Because larger areas of skin are removed in FUT, donor area scarring tends to be more significant. But FUT is often faster and better for patients with larger areas of hair loss that need to be covered. Scarring can also be easily disguised with longer hairstyles, so many women with female pattern baldness choose FUT surgery.
FUT requires a highly skilled and experienced surgeon, as well as a larger team of trained medical professionals to assist with the procedure. This is why FUT tends to be more expensive than FUE.
Learn more about the difference between FUT and FUE hair transplants.
No matter which type of surgery you choose, it will usually be completed within 1 day. The length of the procedure depends on how many hair grafts you need.
Your donor area will be shaved and marked so the surgeon knows where to extract the follicles. A local anaesthetic will then be injected into your scalp to numb the area and minimise discomfort.
In an FUT procedure, the surgeon will make a cut approximately 4-5mm deep around the area. They will then peel away the layer of skin containing your hair follicles using a sharp skin hook. The strip of skin is then dissected into tiny follicle clusters.
In an FUE procedure, a sharp punch is used to extract small follicle clusters directly from the scalp. The follicles can be transplanted immediately into the incisions, or kept in a sterile solution to implant later. The punch size is usually small (no more than 0.9mm in diameter) to avoid triggering hair transplant trypophobia.
When the follicles have been extracted, the surgeon will transplant them into the incisions made in the balding areas. They’ll consider graft direction to make sure your hair grows in a way that looks completely natural. When each graft is in position, they’ll apply light pressure to the graft to promote fast healing and stop any bleeding from the cut .
After the surgery, your head will be bandaged to protect your scalp from infection and other post-transplant complications. You’ll be advised to take a few days off work (ideally at least a week) to give your grafts time to recover. You should refrain from any strenuous exercise, and you shouldn’t wash or rub your hair for a few days, as this can dislodge the grafts.
Find out more about recovering from a hair transplant.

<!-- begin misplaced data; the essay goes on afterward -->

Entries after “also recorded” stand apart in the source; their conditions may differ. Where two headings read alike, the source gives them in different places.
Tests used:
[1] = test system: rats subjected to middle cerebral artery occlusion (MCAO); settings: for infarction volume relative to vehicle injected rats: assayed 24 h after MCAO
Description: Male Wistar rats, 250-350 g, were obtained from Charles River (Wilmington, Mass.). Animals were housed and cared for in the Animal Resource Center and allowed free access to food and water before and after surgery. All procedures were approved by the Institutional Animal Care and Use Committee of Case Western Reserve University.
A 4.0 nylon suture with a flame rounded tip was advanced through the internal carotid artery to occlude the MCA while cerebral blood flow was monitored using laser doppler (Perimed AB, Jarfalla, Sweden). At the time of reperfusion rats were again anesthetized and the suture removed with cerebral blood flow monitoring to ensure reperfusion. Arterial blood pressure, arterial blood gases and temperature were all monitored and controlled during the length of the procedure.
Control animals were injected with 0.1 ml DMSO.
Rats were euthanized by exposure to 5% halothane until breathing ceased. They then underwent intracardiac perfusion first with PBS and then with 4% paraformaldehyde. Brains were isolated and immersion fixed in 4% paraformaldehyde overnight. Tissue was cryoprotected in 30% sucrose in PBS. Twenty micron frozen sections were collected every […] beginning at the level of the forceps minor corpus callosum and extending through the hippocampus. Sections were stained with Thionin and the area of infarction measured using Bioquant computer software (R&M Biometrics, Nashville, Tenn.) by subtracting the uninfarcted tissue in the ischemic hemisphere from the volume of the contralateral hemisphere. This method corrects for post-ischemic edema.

Hair transplant recovery is a relatively slow process. Your hair grafts will fall out after a couple of weeks, and a few weeks or months after that you should start to see hair growth in the balding areas.
Recovery times are different for everyone, but most people start to get an idea of how their final transplant will look around 4-5 months after surgery. Final results are usually visible after 12-18 months.
Pre-transplant and results 8 months after surgery. Image source: Hair Restoration Surgery: The State of the Art 
Hair transplants are permanent, and should last a lifetime. But hair loss can continue even after you’ve had a hair transplant. That’s why hair loss management is a vital part of any hair restoration process.
Minoxidil, Finasteride, and Dutasteride can all help minimise ongoing hair loss. Other alternative hair loss treatments are also available if these aren’t suitable for you.
Hair transplants are usually conducted under local anaesthetic. While you’ll be awake throughout your hair transplant, your scalp will be numb, so you shouldn’t feel anything more than mild discomfort. When asked if having a hair transplant hurts, most patients report that the procedure is much less painful than they thought it would be.
Understanding how a hair transplant works is just one of the things you need to know before opting for FUT or FUE surgery. Use this checklist to ensure you have all the information you need before selecting surgery to restore your hair:
At the Wimpole Clinic, we diagnose and treat all types of hair loss with a personalised treatment plan. Book a free consultation at our Harley Street clinic to find out how we can help you manage your hair loss.